The first mass-production electric Mini will arrive in 2019, and is to be built at the existing Mini factory in Oxfordshire. Rather than being a bold new departure from the existing lineup of Britain’s favourite retro-mobile, the Mini EV will be pitched as an electric variant alongside the hatchback, Clubman and Countryman models already on offer.

It is likely that the Mini EV will share its electric platform with the similarly sized BMW i3. This means power of around 180 horsepower and a range of about 200 miles. The Mini EV will be sold as only a three-door hatchback at launch, but if it proves popular we expect to see more configuration arrive in the coming years.

So long as BMW can keep the weight (and price) down – and the Mini’s iconic go-kart handling alive and well – we suspect the Mini EV will become one of the most popular EVs of the early 2020s.


Volvo’s entry into the hybrid super-coupe market will kickoff in 2019 with its Polestar sub-brand and mass-production of its first car, suitably called the 1.

Not to be confused with Volvos of old – or even today’s Volvos – the Polestar 1 is a carbon fibre-bodied coupe, with almost 600 horsepower and cars like the Mercedes-AMG S63 Coupe and Bentley Continental GT in its sights.

The Polestar’s hybrid power train is split between a 370-horsepower 2.0-litre, twin-turbocharged petrol engine, and a pair of electric motors fed by a 34kWh battery and delivering 218h horsepower to the front wheels. In this sense, it is similar to the BMW i8, but with a far longer all-electric range of 100 miles. Volvo is limited Polestar 1 production to 500 examples annually, and the price is expected to be in the region of £120,000. It’s a Volvo, but not as we know it.

15. PORSCHE 911

Launched at the end of 2018, the new 992-generation Porsche 911 will arrive in dealerships through 2019. The car will at first be available in Carrera S and 4S configurations, but we can expect to see more options arrive through the year, possibly including a GT3 variant.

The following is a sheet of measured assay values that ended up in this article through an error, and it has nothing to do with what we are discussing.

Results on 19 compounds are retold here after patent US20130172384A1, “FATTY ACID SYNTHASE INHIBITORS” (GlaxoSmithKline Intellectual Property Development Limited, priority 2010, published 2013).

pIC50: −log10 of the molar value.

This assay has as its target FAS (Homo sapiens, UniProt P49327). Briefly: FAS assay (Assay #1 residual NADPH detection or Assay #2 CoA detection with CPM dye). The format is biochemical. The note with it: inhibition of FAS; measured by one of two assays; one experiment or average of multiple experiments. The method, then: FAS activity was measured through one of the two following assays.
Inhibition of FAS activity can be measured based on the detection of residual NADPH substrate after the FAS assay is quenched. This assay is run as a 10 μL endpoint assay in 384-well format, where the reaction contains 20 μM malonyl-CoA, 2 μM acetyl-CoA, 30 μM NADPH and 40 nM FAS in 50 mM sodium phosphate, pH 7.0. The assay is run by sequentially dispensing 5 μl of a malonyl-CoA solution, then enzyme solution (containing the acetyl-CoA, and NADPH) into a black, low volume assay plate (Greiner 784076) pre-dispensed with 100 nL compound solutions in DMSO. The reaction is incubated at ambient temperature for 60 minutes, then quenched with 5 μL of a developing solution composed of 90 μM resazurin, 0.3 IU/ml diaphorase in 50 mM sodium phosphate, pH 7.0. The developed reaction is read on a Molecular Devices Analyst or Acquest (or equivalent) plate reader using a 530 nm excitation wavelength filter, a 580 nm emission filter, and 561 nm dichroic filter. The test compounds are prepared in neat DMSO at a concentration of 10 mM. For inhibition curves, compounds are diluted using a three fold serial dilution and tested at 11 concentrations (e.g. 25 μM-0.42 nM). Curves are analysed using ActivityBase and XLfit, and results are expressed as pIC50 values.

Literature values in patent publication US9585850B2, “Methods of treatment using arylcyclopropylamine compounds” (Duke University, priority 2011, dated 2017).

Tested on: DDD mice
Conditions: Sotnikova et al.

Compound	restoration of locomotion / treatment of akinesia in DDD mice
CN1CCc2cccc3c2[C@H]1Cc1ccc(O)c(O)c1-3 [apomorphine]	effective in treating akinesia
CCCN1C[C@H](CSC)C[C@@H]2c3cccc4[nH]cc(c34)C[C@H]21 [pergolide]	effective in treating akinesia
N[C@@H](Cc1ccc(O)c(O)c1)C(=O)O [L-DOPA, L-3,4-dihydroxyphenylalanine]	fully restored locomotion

This 911 is the first to have been designed with space for a hybrid drivetrain, but this particular model isn’t expected to launch until after 2020.


Porsche’s first electric car will arrive at the end of 2019, boasting 600 horsepower, four-wheel-drive, a four-seat cabin, and a form factor sitting somewhere between the 911 sports car and Panamera saloon.

The circa-£80,000 Taycan promises a 0-62 mph time of under 3.5 seconds, a top speed of over 155 mph, and range of around 300 miles.

What’s already grabbing headlines, however, is how the car’s 800-volt architecture means it can recharge at a rate of 350 kWh, almost three times that of Teslas using the Supercharger network.

This will mean super-fast charge times at the Europe-wide Ionity charging network, compatible with cars from Porsche and many others.


The second-generation Range Rover Evoque is a lesson in ‘if it ain’t broke, don’t fix it’. The exterior styling and dimensions are very similar to its predecessor. But modern touches include an HD display mounted inside the interior mirror to offer a clear rearward view, and cameras at the front to present the drive with an augmented view ‘through’ the bonnet and engine bay.

The former will surely aid rear visibility when driving with three rear passengers, or on dirty roads, while the latter is intended for navigating off-road tracks and high street kerbs alike.

Mild hybrid options are available from launch, charging themselves when braking and coasting, and a plug-in hybrid model will arrive in 2020.


For the 2019 Clio, Renault has gone with evolution on the outside but a complete revolution on the inside.

The headline upgrade to the Clio’s interior is the large 9.3-inch touchscreen, which sits in portrait orientation, is angled towards the driver, and is complimented by an optional seven- or 10-inch digital instrument cluster behind the steering wheel.

Renault has wisely retained physical dials for the car’s climate controls, resisting the urge to incorporate them into the touch-controlled infotainment system.

It’s a thoroughly modern upgrade to a cabin which had begun to feel somewhat tired compared to the competition.


Technically not a new car for 2019, or even 2018, but this year will finally see the first right-hand-drive models arrive in the UK. We might even see the illusive $35,000 entry-level version, which Elon Musk promised back in 2017.

The Model 3 was uttered in the same breath as the Ford Model T and original Mini back in 2017 and 2018, such was its perceived importance in the history of the motorcar. But will that still be said when the Model 3 arrives in Britain later this year? Electric rivals from Volkswagen, Honda and Mini will be hoping not.


The first member of Volkswagen’s new ID electric car family will land in 2019, in the form of the ID hatchback.

Intended to be an all-electric answer to the Golf, but with the interior space of a VW Passat, the ID hatchback range will begin with a circa-£23,000 rear-wheel-drive model with a small 48kWh battery pack and a range of just over 200 miles.

A mid-range model is expected to get around 280 miles from its 55kWh battery, while a range-topping 62kWh ID could see a claimed range of 340 miles, VW says, but these figures haven’t been finalised just yet.

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